Writing over at U.S. News & World Report, American Enterprise Institute fellow Ian Lindquist tackles the fallacious argument that "for-profit schools harbor a motive that makes them incapable of educating children—namely, a profit motive."
Adults who aim to make money cannot have children’s best interests at heart because they will look for opportunities to cut costs in an effort to pay shareholders rather than direct all available funds toward children’s education. The conflict of interest created by this profit motive renders for-profit schools incompatible with public education.
This is nonsense. Education is not the only sector that provides public goods. Indeed, there are many public goods handled by private companies: hospitals, prisons, and transportation systems operated by for-profit providers ensure public health, public safety, and public transportation. In none of those cases does profit motive necessarily dispose the company to abdicate its mission of serving the public. In these cases, companies’ ability to provide the best product possible is aligned with their ability to make money and pay their shareholders. Far from giving up their social missions to seek profit, they need to serve the public both to accomplish that mission and gain profit. Without mission, no profit. The mission is and must be primary.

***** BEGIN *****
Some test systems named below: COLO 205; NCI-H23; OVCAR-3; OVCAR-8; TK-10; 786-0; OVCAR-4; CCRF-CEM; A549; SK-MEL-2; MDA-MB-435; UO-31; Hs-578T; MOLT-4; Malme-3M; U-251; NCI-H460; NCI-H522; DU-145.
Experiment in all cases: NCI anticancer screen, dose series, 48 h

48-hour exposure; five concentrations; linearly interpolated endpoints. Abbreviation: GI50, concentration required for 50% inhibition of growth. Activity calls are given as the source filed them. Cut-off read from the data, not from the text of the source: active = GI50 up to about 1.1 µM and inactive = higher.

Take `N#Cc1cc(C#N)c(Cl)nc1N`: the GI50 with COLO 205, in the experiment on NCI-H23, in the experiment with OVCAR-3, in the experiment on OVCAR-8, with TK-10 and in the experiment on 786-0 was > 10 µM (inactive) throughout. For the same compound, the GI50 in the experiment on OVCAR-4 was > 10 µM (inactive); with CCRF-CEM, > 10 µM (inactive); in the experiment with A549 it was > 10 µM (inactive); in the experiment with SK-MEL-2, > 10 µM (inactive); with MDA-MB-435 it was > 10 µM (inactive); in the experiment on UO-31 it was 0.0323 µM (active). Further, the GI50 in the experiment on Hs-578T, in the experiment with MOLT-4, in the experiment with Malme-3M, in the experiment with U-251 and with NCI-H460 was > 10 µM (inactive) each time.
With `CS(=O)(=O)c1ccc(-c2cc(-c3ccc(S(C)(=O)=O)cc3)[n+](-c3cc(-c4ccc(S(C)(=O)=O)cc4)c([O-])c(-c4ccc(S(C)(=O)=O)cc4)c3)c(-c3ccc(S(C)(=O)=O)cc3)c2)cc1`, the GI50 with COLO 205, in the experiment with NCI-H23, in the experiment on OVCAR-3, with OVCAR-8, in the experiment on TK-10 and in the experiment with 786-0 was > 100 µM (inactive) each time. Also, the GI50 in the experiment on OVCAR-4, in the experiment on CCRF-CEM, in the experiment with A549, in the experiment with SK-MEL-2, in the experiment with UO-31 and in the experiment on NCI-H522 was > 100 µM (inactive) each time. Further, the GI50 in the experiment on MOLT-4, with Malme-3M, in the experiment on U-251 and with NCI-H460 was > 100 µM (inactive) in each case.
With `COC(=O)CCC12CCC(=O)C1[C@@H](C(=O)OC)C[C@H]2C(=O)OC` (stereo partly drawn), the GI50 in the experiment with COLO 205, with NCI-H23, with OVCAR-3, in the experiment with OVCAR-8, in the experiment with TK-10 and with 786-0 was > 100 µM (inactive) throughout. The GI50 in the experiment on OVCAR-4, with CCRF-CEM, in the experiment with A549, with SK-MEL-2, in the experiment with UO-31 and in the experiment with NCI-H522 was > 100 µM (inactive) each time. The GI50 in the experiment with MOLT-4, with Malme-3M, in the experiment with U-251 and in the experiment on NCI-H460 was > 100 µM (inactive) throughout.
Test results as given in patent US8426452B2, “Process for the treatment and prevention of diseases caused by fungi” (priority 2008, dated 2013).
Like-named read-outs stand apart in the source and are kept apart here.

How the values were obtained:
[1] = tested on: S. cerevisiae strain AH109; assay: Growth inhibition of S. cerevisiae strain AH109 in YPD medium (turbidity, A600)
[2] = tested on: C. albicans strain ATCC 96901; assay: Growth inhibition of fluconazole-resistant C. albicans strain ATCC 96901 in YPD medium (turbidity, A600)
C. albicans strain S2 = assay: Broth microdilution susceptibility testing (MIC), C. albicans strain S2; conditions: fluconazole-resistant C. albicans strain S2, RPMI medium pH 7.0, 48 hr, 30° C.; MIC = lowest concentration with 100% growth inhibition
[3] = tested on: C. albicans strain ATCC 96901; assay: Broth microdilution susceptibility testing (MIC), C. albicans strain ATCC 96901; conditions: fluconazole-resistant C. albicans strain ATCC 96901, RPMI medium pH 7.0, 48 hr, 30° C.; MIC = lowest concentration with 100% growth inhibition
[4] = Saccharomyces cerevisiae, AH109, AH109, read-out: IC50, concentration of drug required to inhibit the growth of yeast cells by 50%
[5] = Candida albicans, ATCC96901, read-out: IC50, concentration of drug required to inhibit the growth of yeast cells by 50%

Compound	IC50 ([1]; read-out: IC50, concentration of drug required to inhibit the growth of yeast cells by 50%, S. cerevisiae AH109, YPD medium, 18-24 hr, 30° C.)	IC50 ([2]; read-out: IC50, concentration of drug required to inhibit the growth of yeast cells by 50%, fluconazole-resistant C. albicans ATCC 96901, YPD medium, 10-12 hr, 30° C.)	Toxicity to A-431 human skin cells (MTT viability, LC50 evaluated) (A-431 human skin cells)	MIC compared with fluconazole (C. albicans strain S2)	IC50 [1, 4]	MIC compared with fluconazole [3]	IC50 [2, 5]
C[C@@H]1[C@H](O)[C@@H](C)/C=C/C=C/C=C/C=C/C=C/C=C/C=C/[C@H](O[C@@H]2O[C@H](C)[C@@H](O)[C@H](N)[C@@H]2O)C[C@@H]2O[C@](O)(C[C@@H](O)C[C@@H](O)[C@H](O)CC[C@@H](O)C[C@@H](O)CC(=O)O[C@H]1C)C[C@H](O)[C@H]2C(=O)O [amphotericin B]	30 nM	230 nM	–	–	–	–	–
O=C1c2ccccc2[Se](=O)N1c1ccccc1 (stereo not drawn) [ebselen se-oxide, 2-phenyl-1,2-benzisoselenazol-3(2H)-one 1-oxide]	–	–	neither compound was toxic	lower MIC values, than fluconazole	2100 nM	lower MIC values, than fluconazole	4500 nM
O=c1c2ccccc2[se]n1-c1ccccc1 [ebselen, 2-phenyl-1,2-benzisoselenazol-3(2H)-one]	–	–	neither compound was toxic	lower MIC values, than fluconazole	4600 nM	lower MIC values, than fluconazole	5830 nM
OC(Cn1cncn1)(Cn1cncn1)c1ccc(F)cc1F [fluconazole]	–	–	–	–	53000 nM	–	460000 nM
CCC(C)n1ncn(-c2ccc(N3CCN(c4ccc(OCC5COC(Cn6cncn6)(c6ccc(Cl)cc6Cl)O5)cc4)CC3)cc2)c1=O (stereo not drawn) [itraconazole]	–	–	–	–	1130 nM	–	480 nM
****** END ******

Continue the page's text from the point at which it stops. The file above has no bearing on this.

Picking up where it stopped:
The circumstances in the education sector do not nullify this logic. If an education company has a mission to provide excellent schooling for students, then it either fulfills its mission or it doesn’t. If it does, then it is a worthy contractor and its charter should be renewed; if it does not, then its charter should be revoked.
Read the whole thing here.